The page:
Fisheries and the aquaculture sector can play a significant role in the achievement of several of the goals of the 2030 Sustainable Development agenda. However, the current COVID-19 situation can negatively impact the fisheries sector, impeding the pace of the achievement of development goals. Therefore, this paper highlighted the performance and challenges of the fisheries sector in Bangladesh, emphasising the impact of COVID-19 and the significance of this sector for achieving the Sustainable Development Goals (SDGs), through primary fieldwork and secondary data. The total fish production in the country has increased more than six times over the last three decades (7.54 to 43.84 lakh MT) with improved culture techniques and extension services. Inland closed water contributions have increased to 16%, while inland open water has declined to 10%, and marine fisheries have dropped to 6% over the past 18 financial years (2000–2001 to 2018–2019). COVID-19, a significant health crisis, has also affected various issues associated with aquatic resources and communities. Transportation obstacles and complexity in the food supply, difficulty in starting production, labour crisis, sudden illness, insufficient consumer demand, commodity price hikes, creditor’s pressure, and reduced income were identified as COVID-19 drivers affecting the fisheries sector. The combined effect of these drivers poses a significant threat to a number of the SDGs, such as income (SDG1), nutrition (SDG2), and food security (SDG3 and SDG12), which require immediate and comprehensive action. Several recommendations were discussed, the implementation of which are important to the achievement of the SDGs and the improved management of the aquatic sector (SDG14—life below, and SDG16—life above water).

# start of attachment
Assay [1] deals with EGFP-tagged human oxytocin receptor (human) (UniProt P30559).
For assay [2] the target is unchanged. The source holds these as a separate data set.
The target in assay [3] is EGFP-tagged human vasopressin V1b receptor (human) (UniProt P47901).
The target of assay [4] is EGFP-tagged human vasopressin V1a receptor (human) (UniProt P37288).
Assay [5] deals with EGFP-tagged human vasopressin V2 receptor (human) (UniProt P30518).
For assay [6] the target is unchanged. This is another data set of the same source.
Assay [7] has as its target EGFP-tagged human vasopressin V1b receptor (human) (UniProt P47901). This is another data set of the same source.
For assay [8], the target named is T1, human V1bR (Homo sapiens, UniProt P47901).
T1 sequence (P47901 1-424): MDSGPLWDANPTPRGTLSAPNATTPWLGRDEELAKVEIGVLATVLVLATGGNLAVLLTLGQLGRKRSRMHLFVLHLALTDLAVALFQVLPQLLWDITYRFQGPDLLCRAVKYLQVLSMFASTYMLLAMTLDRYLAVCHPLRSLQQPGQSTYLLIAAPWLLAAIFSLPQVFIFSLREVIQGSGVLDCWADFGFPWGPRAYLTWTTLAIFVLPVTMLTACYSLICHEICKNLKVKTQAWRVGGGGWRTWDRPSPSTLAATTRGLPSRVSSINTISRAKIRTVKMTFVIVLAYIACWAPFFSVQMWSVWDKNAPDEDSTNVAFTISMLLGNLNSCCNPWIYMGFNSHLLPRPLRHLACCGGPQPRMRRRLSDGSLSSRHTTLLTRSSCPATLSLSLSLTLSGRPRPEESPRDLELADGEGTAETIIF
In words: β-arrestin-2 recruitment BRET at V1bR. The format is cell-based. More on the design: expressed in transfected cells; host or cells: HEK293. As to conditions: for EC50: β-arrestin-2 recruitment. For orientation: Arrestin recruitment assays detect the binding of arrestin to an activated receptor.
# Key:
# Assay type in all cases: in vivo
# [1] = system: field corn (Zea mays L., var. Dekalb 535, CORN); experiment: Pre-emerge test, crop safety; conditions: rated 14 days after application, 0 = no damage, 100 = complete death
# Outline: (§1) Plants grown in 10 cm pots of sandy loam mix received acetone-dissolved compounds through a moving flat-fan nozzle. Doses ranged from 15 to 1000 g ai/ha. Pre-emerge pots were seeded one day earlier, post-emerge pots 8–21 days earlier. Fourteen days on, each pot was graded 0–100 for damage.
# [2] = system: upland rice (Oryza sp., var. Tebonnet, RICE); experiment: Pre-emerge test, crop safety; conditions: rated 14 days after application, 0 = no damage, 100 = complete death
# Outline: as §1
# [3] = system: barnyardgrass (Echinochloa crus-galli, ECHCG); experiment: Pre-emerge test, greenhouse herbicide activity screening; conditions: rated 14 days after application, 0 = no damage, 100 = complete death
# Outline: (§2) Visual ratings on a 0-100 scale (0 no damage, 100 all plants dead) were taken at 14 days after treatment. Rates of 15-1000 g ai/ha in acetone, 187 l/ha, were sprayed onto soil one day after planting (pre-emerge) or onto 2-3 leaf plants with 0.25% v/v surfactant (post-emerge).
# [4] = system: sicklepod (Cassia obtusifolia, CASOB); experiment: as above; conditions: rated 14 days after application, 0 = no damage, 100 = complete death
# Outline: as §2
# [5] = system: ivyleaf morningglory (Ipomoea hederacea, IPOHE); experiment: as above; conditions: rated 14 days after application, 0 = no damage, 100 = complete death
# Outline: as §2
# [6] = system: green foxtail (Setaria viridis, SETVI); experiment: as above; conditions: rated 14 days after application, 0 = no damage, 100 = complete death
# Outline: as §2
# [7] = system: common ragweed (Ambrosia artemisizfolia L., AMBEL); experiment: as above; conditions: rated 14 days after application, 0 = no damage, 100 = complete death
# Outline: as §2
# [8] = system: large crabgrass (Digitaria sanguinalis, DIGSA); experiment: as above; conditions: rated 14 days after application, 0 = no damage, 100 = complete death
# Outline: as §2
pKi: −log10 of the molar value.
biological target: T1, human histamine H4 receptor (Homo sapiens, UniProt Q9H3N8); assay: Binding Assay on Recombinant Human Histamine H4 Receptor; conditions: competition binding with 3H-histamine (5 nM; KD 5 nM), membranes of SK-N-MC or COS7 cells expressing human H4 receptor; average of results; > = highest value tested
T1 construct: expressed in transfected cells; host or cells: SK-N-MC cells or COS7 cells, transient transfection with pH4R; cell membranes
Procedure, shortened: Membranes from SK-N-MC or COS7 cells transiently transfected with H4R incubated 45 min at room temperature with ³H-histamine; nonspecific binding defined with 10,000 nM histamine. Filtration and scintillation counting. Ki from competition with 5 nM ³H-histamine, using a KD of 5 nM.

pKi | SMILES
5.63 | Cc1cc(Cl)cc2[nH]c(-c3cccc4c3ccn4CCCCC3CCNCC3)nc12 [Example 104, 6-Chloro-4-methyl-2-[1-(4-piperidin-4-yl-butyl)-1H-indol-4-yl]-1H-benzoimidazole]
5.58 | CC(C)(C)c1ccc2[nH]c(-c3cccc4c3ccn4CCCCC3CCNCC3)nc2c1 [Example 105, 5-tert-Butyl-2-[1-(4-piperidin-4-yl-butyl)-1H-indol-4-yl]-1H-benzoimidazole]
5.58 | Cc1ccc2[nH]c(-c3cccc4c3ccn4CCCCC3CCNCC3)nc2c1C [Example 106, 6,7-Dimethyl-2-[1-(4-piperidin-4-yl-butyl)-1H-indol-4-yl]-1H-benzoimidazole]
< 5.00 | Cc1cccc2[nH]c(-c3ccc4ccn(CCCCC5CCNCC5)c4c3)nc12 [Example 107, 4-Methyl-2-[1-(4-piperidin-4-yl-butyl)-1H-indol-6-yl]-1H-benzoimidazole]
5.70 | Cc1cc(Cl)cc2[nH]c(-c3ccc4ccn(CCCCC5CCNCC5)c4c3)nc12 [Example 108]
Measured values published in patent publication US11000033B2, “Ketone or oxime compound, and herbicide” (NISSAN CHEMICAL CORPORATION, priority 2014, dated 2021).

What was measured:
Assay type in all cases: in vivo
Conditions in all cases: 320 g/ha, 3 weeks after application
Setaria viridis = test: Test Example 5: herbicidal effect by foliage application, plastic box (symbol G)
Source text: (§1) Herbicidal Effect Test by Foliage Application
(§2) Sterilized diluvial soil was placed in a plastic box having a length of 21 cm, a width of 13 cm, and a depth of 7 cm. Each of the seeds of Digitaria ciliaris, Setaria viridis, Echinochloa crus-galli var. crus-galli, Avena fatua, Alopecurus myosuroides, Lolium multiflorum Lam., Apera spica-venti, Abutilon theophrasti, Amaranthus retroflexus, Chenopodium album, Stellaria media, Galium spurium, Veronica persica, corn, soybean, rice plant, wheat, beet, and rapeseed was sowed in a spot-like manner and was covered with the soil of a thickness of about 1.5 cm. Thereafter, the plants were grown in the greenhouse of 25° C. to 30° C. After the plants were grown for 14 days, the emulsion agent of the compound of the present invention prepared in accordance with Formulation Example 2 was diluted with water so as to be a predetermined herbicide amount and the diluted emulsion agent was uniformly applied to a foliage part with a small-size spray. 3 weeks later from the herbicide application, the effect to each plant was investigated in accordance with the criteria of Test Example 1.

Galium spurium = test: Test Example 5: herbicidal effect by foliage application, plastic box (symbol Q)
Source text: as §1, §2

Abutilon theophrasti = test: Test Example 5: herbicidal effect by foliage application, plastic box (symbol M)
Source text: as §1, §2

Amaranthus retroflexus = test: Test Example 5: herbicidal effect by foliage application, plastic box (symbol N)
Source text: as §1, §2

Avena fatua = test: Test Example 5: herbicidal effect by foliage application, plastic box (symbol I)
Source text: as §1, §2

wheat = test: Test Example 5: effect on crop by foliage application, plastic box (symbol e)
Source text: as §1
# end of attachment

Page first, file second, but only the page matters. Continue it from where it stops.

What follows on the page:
• 50 in-depth tete-a-tete interviews were conducted with the aquaculture, fisheries, and coastal communities, hatcheries and fish production farmers to assess the impact of the pandemic on the fisheries sector

  • Secondary data on the COVID-19 pandemic was collected from the Directorate General of Health Services (DGHS), Institute of Epidemiology and Disease Control and Research (IEDCR)

  • Bangladesh is blessed with substantial open water resources (SDG 14: life below water), only 28% of fish production derives from closed inland waters

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Bangladesh, a nation blessed with diverse aquatic resources, is located in Southeast. This research aimed to highlight the potential and challenges of the fisheries and aquaculture sector in Bangladesh by bridging the gap of the existing situation (e.g., provide an update on the status of the sector, the COVID-19 pandemic impact on the aquatic resource system, and the involved stakeholders and dependent community). This attempt reflected this sector’s potential linkage and significance for achieving several SDGs in Bangladesh because of the COVID19 pandemic. This study recommends plans and policies to aid in the recovery of the fisheries sector following the COVID-19 pandemic and analogous inversion in the future

Empirical Primary Data Collection
In-Depth Tete-a-Tete Interviews
Key Informant Interviews
Focus Group Discussion
Secondary Data Gathering
Data Analysis
Inland Open Water Fish Production in Bangladesh
Marine Fisheries Production in Bangladesh
Fish Production Trends in Bangladesh from 1983–1984 to 2017–2018
Export of Fish and Fishery Products
Fisher’s Livelihood and Vulnerabilities
14 March shut down educational educational on institutions
April sevenof days of controlled movement imposed all over country
Perceived Impacts of COVID-19 on the Fisheries Sectors
Fish Farmers
Prospects of Inland Closed Water
Prospects of Inland Open Water
Blue Economy
Biotechnology and Marine Genetic Resource
10. Challenges of Fisheries and COVID-19 Nexus to Achieve SGDs and Recovery Plans
10.1. Need for Emergency Financial and Non-Financial Support
10.2. Building Resilient Fisheries and Aquaculture Sector
10.3. Addressing Potential Threats in Aquatic Biodiversity
10.4. Integrating Climate Change Risks with the Responses of COVID-19
10.5. Initiatives to Address the Risk of Orders Cancellation by Foreign Buyers
10.6. Developing Long-Term Strategies
11. Conclusions and Recommendations

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